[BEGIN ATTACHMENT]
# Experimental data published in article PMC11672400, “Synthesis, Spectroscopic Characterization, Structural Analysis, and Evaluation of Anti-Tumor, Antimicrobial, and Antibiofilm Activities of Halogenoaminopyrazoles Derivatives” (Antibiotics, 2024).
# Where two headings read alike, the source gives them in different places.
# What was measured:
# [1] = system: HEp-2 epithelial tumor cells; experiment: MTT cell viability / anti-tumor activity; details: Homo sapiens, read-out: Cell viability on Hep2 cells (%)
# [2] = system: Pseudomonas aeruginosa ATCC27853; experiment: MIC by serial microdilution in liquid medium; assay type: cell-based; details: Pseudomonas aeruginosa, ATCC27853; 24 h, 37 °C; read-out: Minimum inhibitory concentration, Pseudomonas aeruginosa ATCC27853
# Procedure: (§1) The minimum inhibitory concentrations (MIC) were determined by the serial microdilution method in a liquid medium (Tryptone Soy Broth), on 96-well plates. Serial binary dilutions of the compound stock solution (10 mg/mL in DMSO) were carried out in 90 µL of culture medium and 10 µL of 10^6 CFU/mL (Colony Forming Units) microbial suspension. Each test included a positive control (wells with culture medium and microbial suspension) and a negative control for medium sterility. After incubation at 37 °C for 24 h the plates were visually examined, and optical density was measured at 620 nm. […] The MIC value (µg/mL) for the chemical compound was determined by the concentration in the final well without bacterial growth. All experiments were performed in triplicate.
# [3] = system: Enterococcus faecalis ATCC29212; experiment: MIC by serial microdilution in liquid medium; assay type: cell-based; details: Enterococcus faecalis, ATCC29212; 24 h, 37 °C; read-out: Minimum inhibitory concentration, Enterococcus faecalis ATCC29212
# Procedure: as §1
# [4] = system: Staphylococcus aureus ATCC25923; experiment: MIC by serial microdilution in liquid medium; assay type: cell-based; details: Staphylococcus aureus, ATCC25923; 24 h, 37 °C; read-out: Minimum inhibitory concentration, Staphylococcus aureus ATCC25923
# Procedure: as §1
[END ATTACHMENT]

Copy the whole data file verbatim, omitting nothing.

# Experimental data published in article PMC11672400, “Synthesis, Spectroscopic Characterization, Structural Analysis, and Evaluation of Anti-Tumor, Antimicrobial, and Antibiofilm Activities of Halogenoaminopyrazoles Derivatives” (Antibiotics, 2024).
# Where two headings read alike, the source gives them in different places.
# What was measured:
# [1] = system: HEp-2 epithelial tumor cells; experiment: MTT cell viability / anti-tumor activity; details: Homo sapiens, read-out: Cell viability on Hep2 cells (%)
# [2] = system: Pseudomonas aeruginosa ATCC27853; experiment: MIC by serial microdilution in liquid medium; assay type: cell-based; details: Pseudomonas aeruginosa, ATCC27853; 24 h, 37 °C; read-out: Minimum inhibitory concentration, Pseudomonas aeruginosa ATCC27853
# Procedure: (§1) The minimum inhibitory concentrations (MIC) were determined by the serial microdilution method in a liquid medium (Tryptone Soy Broth), on 96-well plates. Serial binary dilutions of the compound stock solution (10 mg/mL in DMSO) were carried out in 90 µL of culture medium and 10 µL of 10^6 CFU/mL (Colony Forming Units) microbial suspension. Each test included a positive control (wells with culture medium and microbial suspension) and a negative control for medium sterility. After incubation at 37 °C for 24 h the plates were visually examined, and optical density was measured at 620 nm. […] The MIC value (µg/mL) for the chemical compound was determined by the concentration in the final well without bacterial growth. All experiments were performed in triplicate.
# [3] = system: Enterococcus faecalis ATCC29212; experiment: MIC by serial microdilution in liquid medium; assay type: cell-based; details: Enterococcus faecalis, ATCC29212; 24 h, 37 °C; read-out: Minimum inhibitory concentration, Enterococcus faecalis ATCC29212
# Procedure: as §1
# [4] = system: Staphylococcus aureus ATCC25923; experiment: MIC by serial microdilution in liquid medium; assay type: cell-based; details: Staphylococcus aureus, ATCC25923; 24 h, 37 °C; read-out: Minimum inhibitory concentration, Staphylococcus aureus ATCC25923
# Procedure: as §1